Waiting for your answer

Answer:
Your question pertains to the criteria of success in the hereafter.

Success in the hereafter does not depend on whether the world knew me as a Muslim or a non-Muslim. It is whether I really was a "Muslim" or a "non-Muslim". A "Muslim" is a person who truly submits to the will of God.

What one believes in largely depends on what he thinks and knows to be true. And that in turn, would depend on his knowledge and exposure. An honest person, who with all his honesty searched for and submitted to God's will, is a true Muslim. And only that "Muslim" qualifies for Jannah

Yes, I do agree that we, Muslims(?) have a certain advantage if we approach the issue from the perspective you have mentioned in your letter. However, this advantage, places a very big responsibility on our shoulders too. Now, a Muslim is also responsible for showing the right path to those who have gone astray. If we do not fulfill our responsibility, it maybe that the so-called Muslim are collectively held responsible for those who went astray, just because the Muslims, as a group, did not fulfill their responsibility.

Who knows, when the curtain is ultimately raised on the Day of Judgment, many whom we thought and knew as Muslims, are amongst the Kaafirs... just because of their attitude of infidelity.... and many of those whom we knew as non-Muslims are found among the Muslims, just because of their true submission to (whatever they honestly thought to be) the will of God.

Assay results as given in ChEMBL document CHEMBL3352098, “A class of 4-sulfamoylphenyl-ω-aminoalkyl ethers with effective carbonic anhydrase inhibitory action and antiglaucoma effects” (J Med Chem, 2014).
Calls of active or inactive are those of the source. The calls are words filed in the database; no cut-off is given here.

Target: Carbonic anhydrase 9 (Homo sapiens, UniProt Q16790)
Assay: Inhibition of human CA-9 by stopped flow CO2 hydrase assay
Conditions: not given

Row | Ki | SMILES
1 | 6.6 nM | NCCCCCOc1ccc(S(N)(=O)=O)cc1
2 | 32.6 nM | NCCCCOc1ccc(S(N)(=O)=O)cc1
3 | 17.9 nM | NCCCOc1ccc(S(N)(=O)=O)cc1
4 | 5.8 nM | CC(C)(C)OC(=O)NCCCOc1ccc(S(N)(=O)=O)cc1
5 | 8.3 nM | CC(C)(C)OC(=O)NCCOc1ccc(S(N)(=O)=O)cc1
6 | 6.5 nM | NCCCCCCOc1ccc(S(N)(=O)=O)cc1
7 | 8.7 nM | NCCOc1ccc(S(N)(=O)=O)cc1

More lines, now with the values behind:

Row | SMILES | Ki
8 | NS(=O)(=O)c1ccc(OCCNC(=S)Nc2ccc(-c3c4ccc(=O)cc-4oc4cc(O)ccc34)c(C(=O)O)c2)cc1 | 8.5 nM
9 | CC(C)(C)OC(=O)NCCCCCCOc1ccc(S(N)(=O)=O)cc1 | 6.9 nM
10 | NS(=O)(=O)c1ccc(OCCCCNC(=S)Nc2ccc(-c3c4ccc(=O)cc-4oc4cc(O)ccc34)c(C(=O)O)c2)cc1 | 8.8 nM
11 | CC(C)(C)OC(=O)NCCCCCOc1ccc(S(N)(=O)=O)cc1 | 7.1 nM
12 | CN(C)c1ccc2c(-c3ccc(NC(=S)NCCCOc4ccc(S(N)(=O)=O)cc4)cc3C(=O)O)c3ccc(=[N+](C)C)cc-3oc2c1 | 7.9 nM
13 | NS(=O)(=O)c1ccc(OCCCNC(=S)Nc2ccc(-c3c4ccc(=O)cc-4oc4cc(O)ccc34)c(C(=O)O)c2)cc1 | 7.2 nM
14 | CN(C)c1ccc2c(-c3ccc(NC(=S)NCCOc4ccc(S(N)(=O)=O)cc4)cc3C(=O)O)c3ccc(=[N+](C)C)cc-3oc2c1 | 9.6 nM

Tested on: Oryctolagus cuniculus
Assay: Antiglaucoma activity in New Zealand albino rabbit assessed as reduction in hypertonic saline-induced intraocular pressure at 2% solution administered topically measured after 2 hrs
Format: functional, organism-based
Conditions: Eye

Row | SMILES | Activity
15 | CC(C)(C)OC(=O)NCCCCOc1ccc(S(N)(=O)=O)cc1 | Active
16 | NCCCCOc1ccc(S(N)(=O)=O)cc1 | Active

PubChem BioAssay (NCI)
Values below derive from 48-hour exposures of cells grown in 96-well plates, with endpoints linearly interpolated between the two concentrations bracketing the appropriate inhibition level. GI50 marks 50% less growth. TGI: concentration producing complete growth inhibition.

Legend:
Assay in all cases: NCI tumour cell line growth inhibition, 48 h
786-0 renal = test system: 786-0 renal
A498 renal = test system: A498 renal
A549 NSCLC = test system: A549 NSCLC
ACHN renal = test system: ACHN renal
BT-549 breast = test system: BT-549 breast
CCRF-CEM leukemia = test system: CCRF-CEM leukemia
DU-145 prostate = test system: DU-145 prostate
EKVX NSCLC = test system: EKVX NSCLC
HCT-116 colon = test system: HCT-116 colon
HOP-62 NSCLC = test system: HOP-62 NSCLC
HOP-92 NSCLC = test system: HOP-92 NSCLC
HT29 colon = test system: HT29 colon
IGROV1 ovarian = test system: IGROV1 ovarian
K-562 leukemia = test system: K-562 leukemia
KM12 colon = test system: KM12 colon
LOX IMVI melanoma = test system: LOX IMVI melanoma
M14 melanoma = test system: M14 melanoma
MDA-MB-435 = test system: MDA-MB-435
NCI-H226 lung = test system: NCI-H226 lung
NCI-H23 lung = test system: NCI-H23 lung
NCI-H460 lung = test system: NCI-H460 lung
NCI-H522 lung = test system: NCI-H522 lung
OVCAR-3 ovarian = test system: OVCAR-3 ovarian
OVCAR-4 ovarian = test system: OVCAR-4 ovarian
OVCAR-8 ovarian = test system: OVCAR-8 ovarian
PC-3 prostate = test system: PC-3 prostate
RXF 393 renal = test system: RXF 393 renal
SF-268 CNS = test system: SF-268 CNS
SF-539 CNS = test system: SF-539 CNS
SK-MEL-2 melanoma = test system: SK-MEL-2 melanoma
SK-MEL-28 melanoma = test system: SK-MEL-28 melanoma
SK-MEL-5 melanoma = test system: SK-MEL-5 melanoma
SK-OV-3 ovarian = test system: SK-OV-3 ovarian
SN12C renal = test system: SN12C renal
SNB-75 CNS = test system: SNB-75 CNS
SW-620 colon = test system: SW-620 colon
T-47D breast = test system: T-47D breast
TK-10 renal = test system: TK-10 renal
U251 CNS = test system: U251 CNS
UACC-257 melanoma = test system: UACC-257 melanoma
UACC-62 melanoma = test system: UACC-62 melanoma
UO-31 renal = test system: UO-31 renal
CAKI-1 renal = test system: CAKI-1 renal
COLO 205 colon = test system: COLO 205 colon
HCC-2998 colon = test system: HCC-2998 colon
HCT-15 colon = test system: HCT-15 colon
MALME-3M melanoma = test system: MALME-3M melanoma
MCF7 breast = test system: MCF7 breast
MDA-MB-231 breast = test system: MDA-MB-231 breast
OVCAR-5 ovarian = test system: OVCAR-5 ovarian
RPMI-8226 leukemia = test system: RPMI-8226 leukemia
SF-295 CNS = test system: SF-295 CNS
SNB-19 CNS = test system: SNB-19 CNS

The Day of Judgment would be a day of absolute justice. No one will be able to object regarding the ultimate justice done by God. No one will be punished, because he lacked knowledge.

There are two basic qualities that will be judged:

1. Whether one really searched for the truth; and

2. Whether one submitted to what he believed was true.

On the other hand, two qualities are bound to doom a person:

1. His carelessness and arrogance in his search for the truth; and

2. His arrogance in submitting to the truth.

Now, my friend, you can surely see that from this perspective, Muslims and non-Muslims stand on the same grounds. We, as Muslims do not have any advantage, besides the one, which puts a heavy responsibility on our shoulders. While the non-Muslims do not have any disadvantage, besides the one, for which they may be given a lot of allowance.

 
Comments: